Today’s edition of “True Bug Tuesday” is all about the Red-shouldered Bug, Jadera haematoloma, family Rhopalidae. Last week, my wife and I happened upon a large number of this species in various life stages here in Colorado Springs. I went back a couple of times to get more and better images.
At first glance, it is easy to mistake Red-shouldered Bugs with boxelder bugs in the genus Boisea. Indeed, they both fall under the more general category of “soapberry bugs,” named for the affinity of these insects for the fruits of certain trees in the family Sapindaceae. Their appetite extends far beyond the berries and seeds of those and other trees and plants, though. They have been observed feeding on flower buds, oozing sap, and even dead insects.
Adults of Jadera haematoloma are overall slate gray with fewer red markings than boxelder bugs. They measure 9.5-13.5 millimeters in body length. Some specimens are brachypterous, meaning they have shorter wings than normal, revealing a bright red abdomen with a black bar or two on those exposed segments.
Nymphs lack wings, so the front half is gray while the back half is red. The nymphs can get very bloated while feeding, as demonstrated by the one imaged below. The nymphs pass through five instars (an instar is the interval between molts) before reaching adulthood. Freshly-molted adults are bright pink or orange.
There are usually at least two generations per year, more in the southernmost states. The bugs mate “tail-to-tail” and are thus easily distinguished from solitary individuals. Females unreceptive to mating signal that fact to approaching males by making noise. They stridulate by rapidly rubbing lateral edges of the abdomen against the adjoining thoracic segments.
A mated female digs a hole about one centimeter in depth in dry soil. There, guarded by the male, she lays a batch of up to twenty eggs. The ova hatch in about two weeks. One female, which usually mates multiple times with different males, can produce between 400 and 800 eggs in her adult lifetime.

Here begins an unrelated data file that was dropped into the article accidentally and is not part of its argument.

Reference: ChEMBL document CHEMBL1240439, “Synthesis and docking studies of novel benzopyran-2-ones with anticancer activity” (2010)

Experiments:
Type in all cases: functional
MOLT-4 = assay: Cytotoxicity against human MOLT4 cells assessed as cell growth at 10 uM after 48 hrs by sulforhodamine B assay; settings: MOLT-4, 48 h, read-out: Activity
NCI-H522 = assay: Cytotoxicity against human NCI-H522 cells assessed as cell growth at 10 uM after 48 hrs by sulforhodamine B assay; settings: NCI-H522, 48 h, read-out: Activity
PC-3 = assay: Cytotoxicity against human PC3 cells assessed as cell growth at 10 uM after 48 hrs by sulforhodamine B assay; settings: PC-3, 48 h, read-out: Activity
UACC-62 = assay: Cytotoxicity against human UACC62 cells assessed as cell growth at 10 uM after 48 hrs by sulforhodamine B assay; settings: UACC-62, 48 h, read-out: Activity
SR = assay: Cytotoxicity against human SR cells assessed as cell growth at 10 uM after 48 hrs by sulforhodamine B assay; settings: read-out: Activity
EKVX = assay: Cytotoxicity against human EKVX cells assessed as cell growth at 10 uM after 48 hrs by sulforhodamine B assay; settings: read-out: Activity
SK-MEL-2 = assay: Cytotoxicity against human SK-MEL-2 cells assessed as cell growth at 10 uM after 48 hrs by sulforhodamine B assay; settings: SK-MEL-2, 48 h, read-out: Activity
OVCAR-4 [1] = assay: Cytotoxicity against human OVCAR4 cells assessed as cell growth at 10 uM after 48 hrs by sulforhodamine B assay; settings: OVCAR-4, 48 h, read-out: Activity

Both nymphs and adults can overwinter in cracks, crevices, and other cozy niches. They occasionally take shelter inside homes and other buildings like boxelder bugs, rendering them a “nuisance pest” in some places.
The Red-shouldered bug is also known as the Goldenrain Tree Bug. It is native to the U.S. from Virginia south to Florida and west to Wisconsin, Kansas, Colorado, Arizona, and southern California. South of the border the species occurs from Mexico and the Caribbean to Colombia and Venezuela. It has also been accidentally exported overseas, at least to Asia.
This insect is easily confused with boxelder bugs, and any number of seed bugs in the family Lygaeidae which can be of similar size, coloration, and abundance. One must look at various subtle structural characters, rather than color and pattern, to distinguish them with any degree of certainty. With practice, however, one can render a confident ID in the field.
Sources: Carroll, Scott P. 2013. “Jadera haematoloma,” Soapberry Bugs of the World.”
Eaton, Eric R. and Kenn Kaufman. 2007. Kaufman Field Guide to Insects of North America. Boston: Houghton Mifflin Company. 392 pp.
Jing-Fu Tsai, et al. 2013. “The soapberry bug, Jadera haematoloma (Insecta, Hemiptera, Rhopalidae): First Asian record, with a review of bionomics,” Zookeys 297: 1-41.
Slater, J.A. and R.M. Baranowski. 1978. How to Know the True Bugs. Dubuque, Iowa: Wm. C. Brown Company Publishers. 256 pp.